The commitment and support of top management is reported as predominant firm-level critical factor for SSCM implementation. As highlighted, “sustainability is seen as an integral part for the future of our business. You cannot produce like there is no tomorrow, you produce because you want tomorrow to exist” (CSR Manager, SB). SSCM requires “proactive top management that understands that sustainability is an organizational commitment” ([25], p. 40). Indeed, top management is a critical firm-level factor for the promotion of SSCM and its absence may act as an obstacle for SSCM adoption [1,35].
Customer-driven orientations, in order to meet customer demands and needs, have been confirmed as critical factors of SSCM implementation, by all the interviewees. Previous studies have found that customer demands and requirements drive the development and implementation of SSCM practices [35,39,47]. For example, ref. [19] found that customer expectations are some of the most important driving forces for SSCM implementation. Similarly, ref. [47] have confirmed that customer demand and expectations are market drivers for corporate supply chain responsibility. In other words, adapting to what customers want is necessary for the implementation of SSCM at all supply chain stages.
According to the managers and the companies’ records, expertise and knowledge on environmental and social issues of supply chains is required to implement SSCM practices. Knowledge about how suppliers and other partners work regarding sustainability, is a critical SSCM factor that exemplar firms are adopting to improve their entire supply chains [25].
Employee training and development was also confirmed by both companies as another important firm-level critical factor. All key informants highlighted the continued efforts of their companies to offer a variety of programs in order to improve employee satisfaction and raise the sustainability awareness. Training and development can lead to engagement in SSCM practices, which, as mentioned by the interviewees, is a crucial part of the corporate strategy. It was evident by both the participants and the companies’ records that training and development programmes improve job performance and reduces errors and waste, which was also confirmed by the study of [18].
Efficiency in operations and material management was mentioned by the participants. Efficient energy management and electricity generated from renewable energy sources were the top mentioned factors of SSCM. Another element of efficiency is technology. Both companies exploit the available technologies to improve and optimize operational processes. This leads to cost savings and resource reduction and thus offers the ability for new investment plans.

Supply Chain-Level Critical Factors (SCLCF)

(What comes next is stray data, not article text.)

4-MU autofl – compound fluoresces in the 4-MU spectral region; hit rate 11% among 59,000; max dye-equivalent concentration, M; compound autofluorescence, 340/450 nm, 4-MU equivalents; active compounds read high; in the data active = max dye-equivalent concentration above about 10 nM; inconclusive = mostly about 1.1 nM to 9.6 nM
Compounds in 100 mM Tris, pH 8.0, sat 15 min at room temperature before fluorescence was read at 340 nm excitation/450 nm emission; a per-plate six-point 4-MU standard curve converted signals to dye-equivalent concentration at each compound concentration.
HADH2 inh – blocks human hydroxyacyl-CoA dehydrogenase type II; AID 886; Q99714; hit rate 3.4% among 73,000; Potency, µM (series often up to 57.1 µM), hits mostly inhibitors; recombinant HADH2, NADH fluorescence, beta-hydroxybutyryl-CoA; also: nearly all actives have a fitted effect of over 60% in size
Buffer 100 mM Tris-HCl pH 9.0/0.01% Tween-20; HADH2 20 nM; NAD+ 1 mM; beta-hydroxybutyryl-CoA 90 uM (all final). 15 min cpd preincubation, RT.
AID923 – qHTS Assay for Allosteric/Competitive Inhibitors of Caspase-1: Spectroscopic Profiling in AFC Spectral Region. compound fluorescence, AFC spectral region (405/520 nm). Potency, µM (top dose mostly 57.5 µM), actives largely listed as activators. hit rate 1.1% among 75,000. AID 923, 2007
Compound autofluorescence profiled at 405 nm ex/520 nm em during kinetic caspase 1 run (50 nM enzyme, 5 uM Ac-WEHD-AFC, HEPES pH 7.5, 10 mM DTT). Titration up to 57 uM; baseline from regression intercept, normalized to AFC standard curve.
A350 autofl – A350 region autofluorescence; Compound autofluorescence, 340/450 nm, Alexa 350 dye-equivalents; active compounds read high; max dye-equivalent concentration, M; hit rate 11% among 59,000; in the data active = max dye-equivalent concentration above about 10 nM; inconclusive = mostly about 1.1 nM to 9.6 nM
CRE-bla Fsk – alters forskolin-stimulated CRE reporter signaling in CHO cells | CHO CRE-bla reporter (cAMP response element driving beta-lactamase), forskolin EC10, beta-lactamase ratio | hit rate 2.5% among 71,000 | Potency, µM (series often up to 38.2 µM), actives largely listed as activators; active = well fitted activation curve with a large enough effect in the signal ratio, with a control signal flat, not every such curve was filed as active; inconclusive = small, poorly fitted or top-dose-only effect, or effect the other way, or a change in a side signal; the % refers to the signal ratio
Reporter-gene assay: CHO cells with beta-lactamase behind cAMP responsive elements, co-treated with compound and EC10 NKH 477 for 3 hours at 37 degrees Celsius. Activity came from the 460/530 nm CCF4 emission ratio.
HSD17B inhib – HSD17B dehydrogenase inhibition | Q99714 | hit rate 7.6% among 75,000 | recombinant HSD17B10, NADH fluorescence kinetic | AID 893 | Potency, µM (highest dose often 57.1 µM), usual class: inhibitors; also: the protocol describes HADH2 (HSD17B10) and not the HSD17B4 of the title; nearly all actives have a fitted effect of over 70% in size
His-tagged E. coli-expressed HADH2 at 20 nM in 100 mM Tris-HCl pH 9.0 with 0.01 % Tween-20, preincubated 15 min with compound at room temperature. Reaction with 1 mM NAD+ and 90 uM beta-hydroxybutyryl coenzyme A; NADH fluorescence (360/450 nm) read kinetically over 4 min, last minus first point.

The sampled supply chain is involved in traceability actions with their suppliers. Previous literature suggests that traceability is a new form of information sharing [25]. There is a requirement for information sharing on the living conditions of the animals, on the production of products, on the materials used, the locality information, information related to product labelling, etc. As reported, clear information about the products and their ingredients are provided on the front and back of the packages.
According to the interview data, the key to successful solutions to the daily problems is trust. Trusted partnerships and long-term cooperation build relationships of trust and confidence with suppliers. In this way, both companies achieve their goals, while at the same time “pushing” their suppliers to develop and improve as individuals. The same logic applies to the customers as well. Several systems are applied in the sampled companies, such as, compliance management system as well as anti-corruption and antifraud systems. In general, both companies are trying to create a climate of mutual trust among their stakeholders (employees, customers, suppliers, local communities, etc.).
Both companies have managed to establish a common supply chain strategy with their supply chain partners. The improvement in environmental and social standards across the supply chain is in the core element of the SSCM strategy. The organisations implement a sustainability strategy in their partnerships that includes goal-oriented actions. As reported, the suppliers are a crucial part of the supply chain, and through continuous dialogue with them, the added value of the products and services reducing one’s environmental footprint and effects on society is enhanced. Geographical distance was not mentioned by the participants. However, both companies use local sourcing in more than 80% of their operations. This creates additional added value in the local economy, with the indirect creation of jobs.

External Critical Factors